I didn’t have much of a plan when I started freelance writing full-time about a year ago. I was applying to whatever leads I could find on sites like Elance and Odesk and wanting to build a portfolio that could get me more simply work. Because of this, my focus was scattered: a resume here, a few blog posts there, the occasional ghostwritten eBook.
This worked, in a fashion of speaking. But I became losing more bids than I was landing—and the main weapon I had was to bid low and bid often. This was bad not just for my own bottom line but for the freelancer community at large and I also knew it. Eventually, though, as I began to get steady operate in a couple of areas I realized that I had a background i possibly could draw on that would let me specialize.
Before going into freelance writing full-time, I spent a number of years as a research biologist. I originally started on that path because brilliant science writers like Stephen Jay Gould and Carl Zimmer had opened up the realm of the natural sciences to me with creativity and wit. I experienced finally found something worth going to college for. As an undergraduate I fell in love with Ecology—the branch of biology for creative types—and spent the following years that are few in that world.
After college and a stint in grad school, I quickly realized that there aren’t many jobs for ecologists in the world that is real thus I went to operate in many other areas. I did so research in public health, infectious disease, and neuroscience, while volunteering with the Audubon Society and in community gardens. All the while I became building a stronger foundation that will help me to eventually find my specialization, although I didn’t know it during the time.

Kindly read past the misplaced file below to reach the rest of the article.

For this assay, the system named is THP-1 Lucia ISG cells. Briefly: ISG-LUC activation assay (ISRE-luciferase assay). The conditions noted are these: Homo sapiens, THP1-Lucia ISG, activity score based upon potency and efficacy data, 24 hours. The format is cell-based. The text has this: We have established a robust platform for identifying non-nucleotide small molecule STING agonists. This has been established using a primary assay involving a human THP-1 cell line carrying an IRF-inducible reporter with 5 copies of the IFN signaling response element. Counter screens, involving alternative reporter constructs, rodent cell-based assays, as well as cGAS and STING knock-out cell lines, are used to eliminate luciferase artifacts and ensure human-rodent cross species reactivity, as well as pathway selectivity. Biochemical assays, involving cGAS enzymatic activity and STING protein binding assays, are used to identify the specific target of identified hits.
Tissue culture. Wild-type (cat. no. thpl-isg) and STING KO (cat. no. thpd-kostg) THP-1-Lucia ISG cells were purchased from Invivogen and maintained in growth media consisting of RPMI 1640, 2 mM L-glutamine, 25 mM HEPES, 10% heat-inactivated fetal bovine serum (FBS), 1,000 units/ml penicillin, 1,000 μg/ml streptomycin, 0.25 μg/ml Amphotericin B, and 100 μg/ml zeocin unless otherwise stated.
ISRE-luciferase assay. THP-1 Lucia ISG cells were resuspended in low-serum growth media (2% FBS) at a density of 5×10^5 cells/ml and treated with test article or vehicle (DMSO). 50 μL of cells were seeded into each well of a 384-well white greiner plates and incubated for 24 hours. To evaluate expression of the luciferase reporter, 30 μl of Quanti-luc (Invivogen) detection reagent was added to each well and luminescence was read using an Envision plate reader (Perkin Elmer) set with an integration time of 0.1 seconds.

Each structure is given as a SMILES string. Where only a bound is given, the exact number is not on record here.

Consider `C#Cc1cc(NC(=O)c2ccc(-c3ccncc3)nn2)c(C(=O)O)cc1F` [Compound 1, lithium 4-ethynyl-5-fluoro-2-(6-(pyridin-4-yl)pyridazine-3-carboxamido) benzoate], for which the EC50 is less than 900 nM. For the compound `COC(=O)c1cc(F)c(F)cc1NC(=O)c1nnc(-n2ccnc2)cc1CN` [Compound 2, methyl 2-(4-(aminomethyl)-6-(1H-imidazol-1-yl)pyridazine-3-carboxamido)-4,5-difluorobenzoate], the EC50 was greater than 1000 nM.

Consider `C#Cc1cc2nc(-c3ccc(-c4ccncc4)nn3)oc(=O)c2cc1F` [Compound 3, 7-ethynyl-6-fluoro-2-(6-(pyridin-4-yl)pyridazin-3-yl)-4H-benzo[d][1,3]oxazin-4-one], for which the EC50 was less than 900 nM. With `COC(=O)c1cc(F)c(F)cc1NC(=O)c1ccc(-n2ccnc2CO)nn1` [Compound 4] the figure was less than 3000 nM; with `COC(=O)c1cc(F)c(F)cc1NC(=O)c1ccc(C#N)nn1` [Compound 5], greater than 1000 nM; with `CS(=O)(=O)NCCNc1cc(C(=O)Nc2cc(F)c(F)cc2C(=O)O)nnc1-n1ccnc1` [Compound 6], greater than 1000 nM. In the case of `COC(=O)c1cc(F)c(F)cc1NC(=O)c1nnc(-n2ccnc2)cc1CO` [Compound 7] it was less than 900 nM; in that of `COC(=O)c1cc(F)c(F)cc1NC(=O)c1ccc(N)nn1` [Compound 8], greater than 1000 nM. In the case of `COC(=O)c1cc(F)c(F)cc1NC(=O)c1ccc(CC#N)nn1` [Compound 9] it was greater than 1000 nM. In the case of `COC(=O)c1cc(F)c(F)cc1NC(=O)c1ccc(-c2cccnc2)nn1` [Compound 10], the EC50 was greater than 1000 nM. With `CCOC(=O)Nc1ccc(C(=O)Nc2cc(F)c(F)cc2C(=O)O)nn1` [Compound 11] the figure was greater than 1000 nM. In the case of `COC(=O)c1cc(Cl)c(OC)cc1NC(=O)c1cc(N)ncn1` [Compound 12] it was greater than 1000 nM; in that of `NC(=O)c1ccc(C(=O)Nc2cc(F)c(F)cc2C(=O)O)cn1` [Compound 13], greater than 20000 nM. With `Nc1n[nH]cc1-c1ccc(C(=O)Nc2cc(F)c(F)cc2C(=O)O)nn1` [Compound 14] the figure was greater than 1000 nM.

Finding my niche
Fast-forward to about half a year ago, when I realized that most jobs I was landing were in Science and Medical Writing. Not only that, but these working jobs paid a lot more than lots of the other jobs I became fighting over along with other freelancers once we all slashed our bids to your minimum. I already had a portfolio of articles on avian ecology, molecular biology, organic gardening techniques, and public health. I experienced real credentials and a resume that is solid. And I could present myself as an expert writer in these areas. Thus I rebranded myself as just that: a specialist science writer focusing on environmental news, medical writing, research, gardening and green tech.
My proposals became more targeted. I became submitting fewer of them, but immediately saw a much higher acceptance rate. I knew I was one of the most qualified writers in the room, I could spend more time on my proposals and ask for higher rates because I was only applying for jobs in which. I already knew which buzz words would demonstrate that I became comfortable with scientific nomenclature. And clients responded to that. I occupy a niche that is great I’m not a med student looking to make money in the side—I’m a freelance writer. But I’m also not a generalist freelance writer—I’m a professional Science and Medical freelance writer.